William Cowper was the poet responsible for the hymn “God Moves in a Mysterious Way.” He was a devoted follower of Jesus Christ who struggled with depression most of his adult life. He attempted to take his own life on three occasions and at one point was even placed in an asylum.
We have already seen that God’s servants are sometimes so disappointed that they can wish they had never been born. Job felt this way. Elijah did, too. In today’s passage Jeremiah curses the day he was born (v. 14). It is striking to note that in the biblical text, Jeremiah expresses this disturbing sentiment immediately after an outburst of praise in verse 13.
These are not the words of a backslider or someone with a shallow faith. Jeremiah was a man of deep faith who had an intimate relationship with God. He knew how to communicate with God as with a friend. It is significant that these words appear in a context of worship. Jeremiah’s painful lament is a reminder that true worship is not a matter of putting on our best clothes and our Sunday smiles as we mouth pious words that we do not really mean. True worship is a matter of fearlessly approaching the throne of grace and bringing with us all our doubts, distress, and hard questions.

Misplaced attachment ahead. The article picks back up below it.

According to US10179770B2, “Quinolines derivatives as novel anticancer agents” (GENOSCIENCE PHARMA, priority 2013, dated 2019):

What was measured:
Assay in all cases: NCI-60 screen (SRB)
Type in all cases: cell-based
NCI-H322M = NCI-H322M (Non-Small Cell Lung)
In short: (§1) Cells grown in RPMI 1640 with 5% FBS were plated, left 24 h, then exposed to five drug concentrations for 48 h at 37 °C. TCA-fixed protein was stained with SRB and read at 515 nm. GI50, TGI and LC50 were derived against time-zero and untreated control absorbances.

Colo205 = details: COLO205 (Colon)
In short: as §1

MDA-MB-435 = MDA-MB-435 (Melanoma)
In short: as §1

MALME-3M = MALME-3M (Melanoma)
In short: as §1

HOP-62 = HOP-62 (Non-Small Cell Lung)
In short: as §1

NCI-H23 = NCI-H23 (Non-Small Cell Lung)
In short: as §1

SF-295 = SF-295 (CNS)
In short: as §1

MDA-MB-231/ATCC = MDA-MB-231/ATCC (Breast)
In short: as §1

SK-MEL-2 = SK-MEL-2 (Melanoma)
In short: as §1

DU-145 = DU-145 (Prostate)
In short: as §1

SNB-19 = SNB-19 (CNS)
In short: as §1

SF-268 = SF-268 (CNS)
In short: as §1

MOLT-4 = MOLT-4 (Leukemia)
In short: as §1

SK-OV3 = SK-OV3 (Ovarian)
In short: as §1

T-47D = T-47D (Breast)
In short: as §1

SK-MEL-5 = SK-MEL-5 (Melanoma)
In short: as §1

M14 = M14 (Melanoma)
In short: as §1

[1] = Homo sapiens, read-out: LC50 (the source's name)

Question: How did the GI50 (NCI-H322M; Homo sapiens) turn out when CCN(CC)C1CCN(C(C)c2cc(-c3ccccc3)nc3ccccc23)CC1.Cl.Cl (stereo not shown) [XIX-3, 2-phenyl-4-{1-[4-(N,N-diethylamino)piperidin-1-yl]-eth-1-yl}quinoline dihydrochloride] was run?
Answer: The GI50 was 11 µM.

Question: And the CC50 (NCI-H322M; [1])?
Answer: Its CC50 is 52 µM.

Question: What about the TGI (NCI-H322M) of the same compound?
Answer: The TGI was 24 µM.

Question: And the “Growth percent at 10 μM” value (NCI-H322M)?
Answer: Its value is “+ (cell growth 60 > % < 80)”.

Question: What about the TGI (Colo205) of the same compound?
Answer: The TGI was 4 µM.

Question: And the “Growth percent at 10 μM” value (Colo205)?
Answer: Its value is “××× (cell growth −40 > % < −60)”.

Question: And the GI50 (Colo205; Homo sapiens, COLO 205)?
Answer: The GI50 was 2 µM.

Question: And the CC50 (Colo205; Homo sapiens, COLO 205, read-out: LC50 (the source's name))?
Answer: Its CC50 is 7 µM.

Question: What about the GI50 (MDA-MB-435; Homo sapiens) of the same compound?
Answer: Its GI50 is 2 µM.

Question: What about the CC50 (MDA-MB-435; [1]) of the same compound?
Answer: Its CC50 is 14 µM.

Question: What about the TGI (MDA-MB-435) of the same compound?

At the same time, it is important to note how God responds to Jeremiah’s cry of anguish. Jeremiah concludes his prayer with the bitter question of verse 18: “Why did I ever come out of the womb to see trouble and sorrow and to end my days in shame?” But God does not provide an answer. How are we to understand this silence of God? We should interpret it as the patient response of a loving Father who knows that there are times when the best thing to do is simply to listen.